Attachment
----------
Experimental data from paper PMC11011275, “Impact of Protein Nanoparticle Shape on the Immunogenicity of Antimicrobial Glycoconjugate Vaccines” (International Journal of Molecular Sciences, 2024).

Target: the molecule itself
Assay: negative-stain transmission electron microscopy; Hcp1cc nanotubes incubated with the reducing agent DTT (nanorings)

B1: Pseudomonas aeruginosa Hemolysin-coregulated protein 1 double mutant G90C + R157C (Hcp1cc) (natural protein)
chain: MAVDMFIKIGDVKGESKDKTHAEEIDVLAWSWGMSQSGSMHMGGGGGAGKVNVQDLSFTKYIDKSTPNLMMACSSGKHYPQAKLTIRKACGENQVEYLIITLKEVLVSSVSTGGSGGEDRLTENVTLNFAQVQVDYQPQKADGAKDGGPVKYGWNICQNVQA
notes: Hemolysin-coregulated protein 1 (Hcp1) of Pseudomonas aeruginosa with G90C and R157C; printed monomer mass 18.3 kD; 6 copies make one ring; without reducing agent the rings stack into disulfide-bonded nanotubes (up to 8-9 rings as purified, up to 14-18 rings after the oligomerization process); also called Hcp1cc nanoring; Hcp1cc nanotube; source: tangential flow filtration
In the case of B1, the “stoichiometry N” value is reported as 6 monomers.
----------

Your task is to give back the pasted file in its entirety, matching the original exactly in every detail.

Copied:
Experimental data from paper PMC11011275, “Impact of Protein Nanoparticle Shape on the Immunogenicity of Antimicrobial Glycoconjugate Vaccines” (International Journal of Molecular Sciences, 2024).

Target: the molecule itself
Assay: negative-stain transmission electron microscopy; Hcp1cc nanotubes incubated with the reducing agent DTT (nanorings)

B1: Pseudomonas aeruginosa Hemolysin-coregulated protein 1 double mutant G90C + R157C (Hcp1cc) (natural protein)
chain: MAVDMFIKIGDVKGESKDKTHAEEIDVLAWSWGMSQSGSMHMGGGGGAGKVNVQDLSFTKYIDKSTPNLMMACSSGKHYPQAKLTIRKACGENQVEYLIITLKEVLVSSVSTGGSGGEDRLTENVTLNFAQVQVDYQPQKADGAKDGGPVKYGWNICQNVQA
notes: Hemolysin-coregulated protein 1 (Hcp1) of Pseudomonas aeruginosa with G90C and R157C; printed monomer mass 18.3 kD; 6 copies make one ring; without reducing agent the rings stack into disulfide-bonded nanotubes (up to 8-9 rings as purified, up to 14-18 rings after the oligomerization process); also called Hcp1cc nanoring; Hcp1cc nanotube; source: tangential flow filtration
In the case of B1, the “stoichiometry N” value is reported as 6 monomers.